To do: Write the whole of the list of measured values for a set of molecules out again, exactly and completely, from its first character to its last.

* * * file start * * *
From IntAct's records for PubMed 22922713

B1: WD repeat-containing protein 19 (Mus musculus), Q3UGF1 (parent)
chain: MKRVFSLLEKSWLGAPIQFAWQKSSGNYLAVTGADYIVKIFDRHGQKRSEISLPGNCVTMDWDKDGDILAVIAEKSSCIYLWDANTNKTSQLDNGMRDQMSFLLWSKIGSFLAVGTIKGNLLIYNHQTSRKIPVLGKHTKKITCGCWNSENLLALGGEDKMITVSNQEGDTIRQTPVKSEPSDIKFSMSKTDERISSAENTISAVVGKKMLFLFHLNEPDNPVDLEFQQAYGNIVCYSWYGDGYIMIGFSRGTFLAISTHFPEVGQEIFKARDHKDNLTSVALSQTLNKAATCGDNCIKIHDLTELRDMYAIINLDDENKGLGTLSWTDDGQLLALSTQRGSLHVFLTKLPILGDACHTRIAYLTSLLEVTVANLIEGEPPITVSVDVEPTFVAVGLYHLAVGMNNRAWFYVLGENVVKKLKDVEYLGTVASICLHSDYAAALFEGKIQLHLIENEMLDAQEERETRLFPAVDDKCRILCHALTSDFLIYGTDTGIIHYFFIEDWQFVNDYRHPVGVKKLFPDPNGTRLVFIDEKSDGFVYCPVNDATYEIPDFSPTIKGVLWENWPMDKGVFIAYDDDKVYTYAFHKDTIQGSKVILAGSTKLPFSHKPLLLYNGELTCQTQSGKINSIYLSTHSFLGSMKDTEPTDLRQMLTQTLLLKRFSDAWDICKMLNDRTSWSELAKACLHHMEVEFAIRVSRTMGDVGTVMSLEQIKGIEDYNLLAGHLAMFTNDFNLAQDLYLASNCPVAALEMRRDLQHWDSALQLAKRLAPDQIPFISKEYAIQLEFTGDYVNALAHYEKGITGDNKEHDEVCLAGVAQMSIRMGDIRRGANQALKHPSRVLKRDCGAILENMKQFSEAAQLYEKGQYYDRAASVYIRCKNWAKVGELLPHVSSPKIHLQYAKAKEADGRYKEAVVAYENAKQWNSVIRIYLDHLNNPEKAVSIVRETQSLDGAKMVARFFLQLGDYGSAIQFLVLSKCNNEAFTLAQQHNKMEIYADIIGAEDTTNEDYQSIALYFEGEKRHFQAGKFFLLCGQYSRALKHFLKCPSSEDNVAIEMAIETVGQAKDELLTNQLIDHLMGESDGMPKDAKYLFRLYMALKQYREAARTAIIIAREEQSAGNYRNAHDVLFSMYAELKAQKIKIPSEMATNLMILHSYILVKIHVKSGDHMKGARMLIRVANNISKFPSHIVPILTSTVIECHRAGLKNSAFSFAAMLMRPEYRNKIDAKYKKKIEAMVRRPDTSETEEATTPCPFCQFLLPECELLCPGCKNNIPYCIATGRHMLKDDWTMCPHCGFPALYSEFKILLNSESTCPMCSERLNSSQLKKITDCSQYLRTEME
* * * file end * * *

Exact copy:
From IntAct's records for PubMed 22922713

B1: WD repeat-containing protein 19 (Mus musculus), Q3UGF1 (parent)
chain: MKRVFSLLEKSWLGAPIQFAWQKSSGNYLAVTGADYIVKIFDRHGQKRSEISLPGNCVTMDWDKDGDILAVIAEKSSCIYLWDANTNKTSQLDNGMRDQMSFLLWSKIGSFLAVGTIKGNLLIYNHQTSRKIPVLGKHTKKITCGCWNSENLLALGGEDKMITVSNQEGDTIRQTPVKSEPSDIKFSMSKTDERISSAENTISAVVGKKMLFLFHLNEPDNPVDLEFQQAYGNIVCYSWYGDGYIMIGFSRGTFLAISTHFPEVGQEIFKARDHKDNLTSVALSQTLNKAATCGDNCIKIHDLTELRDMYAIINLDDENKGLGTLSWTDDGQLLALSTQRGSLHVFLTKLPILGDACHTRIAYLTSLLEVTVANLIEGEPPITVSVDVEPTFVAVGLYHLAVGMNNRAWFYVLGENVVKKLKDVEYLGTVASICLHSDYAAALFEGKIQLHLIENEMLDAQEERETRLFPAVDDKCRILCHALTSDFLIYGTDTGIIHYFFIEDWQFVNDYRHPVGVKKLFPDPNGTRLVFIDEKSDGFVYCPVNDATYEIPDFSPTIKGVLWENWPMDKGVFIAYDDDKVYTYAFHKDTIQGSKVILAGSTKLPFSHKPLLLYNGELTCQTQSGKINSIYLSTHSFLGSMKDTEPTDLRQMLTQTLLLKRFSDAWDICKMLNDRTSWSELAKACLHHMEVEFAIRVSRTMGDVGTVMSLEQIKGIEDYNLLAGHLAMFTNDFNLAQDLYLASNCPVAALEMRRDLQHWDSALQLAKRLAPDQIPFISKEYAIQLEFTGDYVNALAHYEKGITGDNKEHDEVCLAGVAQMSIRMGDIRRGANQALKHPSRVLKRDCGAILENMKQFSEAAQLYEKGQYYDRAASVYIRCKNWAKVGELLPHVSSPKIHLQYAKAKEADGRYKEAVVAYENAKQWNSVIRIYLDHLNNPEKAVSIVRETQSLDGAKMVARFFLQLGDYGSAIQFLVLSKCNNEAFTLAQQHNKMEIYADIIGAEDTTNEDYQSIALYFEGEKRHFQAGKFFLLCGQYSRALKHFLKCPSSEDNVAIEMAIETVGQAKDELLTNQLIDHLMGESDGMPKDAKYLFRLYMALKQYREAARTAIIIAREEQSAGNYRNAHDVLFSMYAELKAQKIKIPSEMATNLMILHSYILVKIHVKSGDHMKGARMLIRVANNISKFPSHIVPILTSTVIECHRAGLKNSAFSFAAMLMRPEYRNKIDAKYKKKIEAMVRRPDTSETEEATTPCPFCQFLLPECELLCPGCKNNIPYCIATGRHMLKDDWTMCPHCGFPALYSEFKILLNSESTCPMCSERLNSSQLKKITDCSQYLRTEME